Source: Malay Mail Online
Deputy Mentri Besar Datuk Mohd Amar Nik Abdullah (left) stressed that Kelantan’s currently dormant hudud enactment can only be enforced after a private member’s Bill by Datuk Seri Abdul Hadi Awang is passed in the Parliament. — Picture by Yusof Mat Isa
KUALA LUMPUR, Jan 3 — The Kelantan government will study ways of adopting Qatar’s implementation of hudud, the Islamic penal law, said Deputy Mentri Besar Datuk Mohd Amar Nik Abdullah.
According to Mohd Amar, the state will allocate RM1 million to research how best to implement hudud that includes amputation, whipping and stoning for some offences.
“Qatar is one of the best models to follow the process of hudud implementation,” he was quoted as saying in Sinar Harian.
Currently, the PAS vice president said the state lacked the expertise and knowledge to perform some of the procedures necessary for selected hudud punishments, such as the surgical removal of limbs.
Theft, for instance, is punishable by the amputation of a hand in some instances. There is no equivalent to this in the country’s criminal law. Read more
Source: The Star Online
KUALA LUMPUR: Malaysia is expected to ratify the United Nations Convention against Torture and Other Cruel, Inhuman or Degrading Treatment or Punishment (UNCAT) by the middle of next year.
UNCAT committee member Abdel Wahab Hani said there were positive indications that the Government would ratify the convention following engagement with representatives from several government ministries, religious officials and the civil society.
“A reasonable time frame for the ratification would be between six and 18 months as Malaysia is prepared to be part of the convention,” he told a media briefing at the Malaysian Human Rights Commission (Suhakam) office here yesterday. Read more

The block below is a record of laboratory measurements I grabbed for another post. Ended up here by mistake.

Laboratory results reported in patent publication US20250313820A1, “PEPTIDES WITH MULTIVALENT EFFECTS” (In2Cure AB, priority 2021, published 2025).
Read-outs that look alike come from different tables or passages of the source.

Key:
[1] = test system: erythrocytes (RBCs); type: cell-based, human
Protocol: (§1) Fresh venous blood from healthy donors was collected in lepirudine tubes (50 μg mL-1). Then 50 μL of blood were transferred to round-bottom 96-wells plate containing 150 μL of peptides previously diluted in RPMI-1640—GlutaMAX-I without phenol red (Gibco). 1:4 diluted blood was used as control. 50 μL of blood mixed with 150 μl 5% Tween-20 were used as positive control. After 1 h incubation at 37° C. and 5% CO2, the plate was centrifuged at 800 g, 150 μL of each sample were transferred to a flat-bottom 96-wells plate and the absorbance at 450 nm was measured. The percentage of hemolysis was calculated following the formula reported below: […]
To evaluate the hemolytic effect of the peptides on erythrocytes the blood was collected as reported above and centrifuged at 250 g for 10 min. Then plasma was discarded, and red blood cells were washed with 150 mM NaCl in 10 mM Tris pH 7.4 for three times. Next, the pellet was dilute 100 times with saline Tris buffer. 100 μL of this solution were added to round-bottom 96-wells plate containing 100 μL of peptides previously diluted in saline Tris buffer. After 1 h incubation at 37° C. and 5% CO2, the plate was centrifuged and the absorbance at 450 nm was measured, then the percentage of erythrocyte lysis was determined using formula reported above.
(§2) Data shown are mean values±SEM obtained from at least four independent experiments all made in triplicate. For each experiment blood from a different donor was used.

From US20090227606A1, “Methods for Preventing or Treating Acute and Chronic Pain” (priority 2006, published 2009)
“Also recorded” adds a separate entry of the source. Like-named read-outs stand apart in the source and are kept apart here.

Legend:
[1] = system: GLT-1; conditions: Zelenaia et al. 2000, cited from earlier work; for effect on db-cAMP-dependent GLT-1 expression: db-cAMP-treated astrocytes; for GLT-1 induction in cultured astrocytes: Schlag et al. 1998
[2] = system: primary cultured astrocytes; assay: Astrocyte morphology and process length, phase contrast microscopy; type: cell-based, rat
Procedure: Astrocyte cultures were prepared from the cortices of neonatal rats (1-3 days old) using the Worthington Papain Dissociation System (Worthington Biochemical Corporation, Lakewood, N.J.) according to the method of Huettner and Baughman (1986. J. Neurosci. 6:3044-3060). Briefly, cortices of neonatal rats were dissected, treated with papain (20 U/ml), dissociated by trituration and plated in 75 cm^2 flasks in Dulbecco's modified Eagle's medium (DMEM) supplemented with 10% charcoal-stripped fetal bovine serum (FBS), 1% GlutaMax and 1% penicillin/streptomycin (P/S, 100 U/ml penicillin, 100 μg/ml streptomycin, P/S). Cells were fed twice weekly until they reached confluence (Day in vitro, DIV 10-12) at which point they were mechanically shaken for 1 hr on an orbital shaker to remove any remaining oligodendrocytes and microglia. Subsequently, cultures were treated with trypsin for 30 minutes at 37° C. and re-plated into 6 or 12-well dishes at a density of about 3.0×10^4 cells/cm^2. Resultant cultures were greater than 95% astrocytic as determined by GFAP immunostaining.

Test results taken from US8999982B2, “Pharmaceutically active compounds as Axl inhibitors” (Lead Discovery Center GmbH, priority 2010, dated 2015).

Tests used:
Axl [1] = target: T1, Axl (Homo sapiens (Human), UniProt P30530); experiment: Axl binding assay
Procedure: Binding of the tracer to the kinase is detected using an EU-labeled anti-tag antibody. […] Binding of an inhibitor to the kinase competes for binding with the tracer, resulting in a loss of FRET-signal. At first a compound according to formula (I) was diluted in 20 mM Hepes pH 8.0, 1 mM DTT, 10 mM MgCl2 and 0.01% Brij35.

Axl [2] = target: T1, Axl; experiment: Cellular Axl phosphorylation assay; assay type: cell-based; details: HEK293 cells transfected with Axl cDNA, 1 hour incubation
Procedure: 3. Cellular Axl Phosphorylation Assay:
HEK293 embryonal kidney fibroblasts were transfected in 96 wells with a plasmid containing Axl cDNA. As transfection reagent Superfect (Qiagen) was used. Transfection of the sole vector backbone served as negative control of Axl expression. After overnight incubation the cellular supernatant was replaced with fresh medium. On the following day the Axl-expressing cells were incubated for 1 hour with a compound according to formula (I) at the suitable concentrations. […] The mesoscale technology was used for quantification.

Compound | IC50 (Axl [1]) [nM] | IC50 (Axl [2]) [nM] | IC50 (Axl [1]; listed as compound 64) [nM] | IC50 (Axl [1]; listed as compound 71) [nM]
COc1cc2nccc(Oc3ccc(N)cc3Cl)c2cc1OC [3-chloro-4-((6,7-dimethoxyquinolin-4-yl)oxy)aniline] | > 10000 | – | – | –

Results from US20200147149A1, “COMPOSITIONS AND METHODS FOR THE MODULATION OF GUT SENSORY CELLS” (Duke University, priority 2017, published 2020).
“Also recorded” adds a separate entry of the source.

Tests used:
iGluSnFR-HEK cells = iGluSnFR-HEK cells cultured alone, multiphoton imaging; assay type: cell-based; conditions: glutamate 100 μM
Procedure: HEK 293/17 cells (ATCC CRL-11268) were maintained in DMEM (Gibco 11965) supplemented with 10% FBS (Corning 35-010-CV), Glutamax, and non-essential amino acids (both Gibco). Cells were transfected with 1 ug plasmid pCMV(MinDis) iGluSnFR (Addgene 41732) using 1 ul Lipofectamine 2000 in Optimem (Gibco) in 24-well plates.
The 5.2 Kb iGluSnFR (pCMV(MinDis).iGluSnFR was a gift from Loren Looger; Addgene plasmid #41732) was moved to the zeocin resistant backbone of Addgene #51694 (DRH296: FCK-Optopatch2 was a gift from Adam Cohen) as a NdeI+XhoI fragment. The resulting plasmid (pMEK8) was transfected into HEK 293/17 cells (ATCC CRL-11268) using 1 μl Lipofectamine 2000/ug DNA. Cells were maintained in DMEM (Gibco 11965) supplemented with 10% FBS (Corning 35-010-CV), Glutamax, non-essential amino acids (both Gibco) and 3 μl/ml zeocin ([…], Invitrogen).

Source: FMT News
Uncat committee willing to work with the government to do away with corporal punishment. Pic drawn from FMT News.
KUALA LUMPUR: Caning in schools falls under degrading treatment under the United Nations Convention against Torture and Other Cruel, Inhumane or Degrading Treatment or Punishment (commonly known as Uncat).
Human Rights Commission of Malaysia (Suhakam) commissioner Jerald Joseph said if Malaysia chooses to sign the Uncat treaty, it would be a positive step in accepting changes in corporal punishment.
Suhakam commissioner Lok Yim Pheng said the government had taken a step in the right direction by not allowing public caning in schools. Consent is still given to cane students in private. Read more
Source: The Malay Mail Online
APRIL 10 — The Malaysian Bar welcomes the passing of the Sexual Offences against Children Act 2017 (“Act”) by the Dewan Rakyat in the recently concluded Parliament session. This new law marks progress for child protection in Malaysia by bringing our laws closer in line with international standards, and towards fulfilling our obligations as a State Party to the United Nations Convention on the Rights of the Child (“CRC”). We take this opportunity to recognise the efforts of the Minister in the Prime Minister’s Department in charge of legal affairs, YB Dato’ Seri Azalina Othman Said, in bringing the Act to pass.
The Malaysian Bar, however, opposes the inclusion of the mandatory whipping provisions in the Act, which may include whipping a male who is more than 50 years of age. Whipping is a harsh and barbaric form of punishment, with long-term harmful psychological effects, and has failed as a retributory and deterrent punishment. International human rights norms condemn whipping and other forms of corporal punishment as cruel, inhumane or degrading, and call for their abolition. There is no justification for Malaysia to condone and administer such a merciless punishment. Read more
Source: FMT News
The Convention prohibits torture under any circumstances including during a state of war, internal political instability or any other public emergency, pic form FMT News.
On 10 December 1984, the same day Anglican bishop Desmond Tutu was honoured with the Nobel Peace Prize for his non-violent struggle against the apartheid regime in South Africa, the Convention against Torture and Other Cruel, Inhuman or Degrading Treatment or Punishment (CAT) was adopted by the UN General Assembly. Following ratification by 20 State Parties, CAT entered into force on 26 June 1987. Since then, an overwhelming majority of 161 State Parties have joined the Convention. As you might have guessed, Malaysia is not one of the State parties.
CAT is one of the first international treaties to globally address the issue of prevention of torture. The Convention prohibits torture – defined as the intentional infliction of severe mental or physical suffering for a specific purpose by a public official, who is directly or indirectly involved.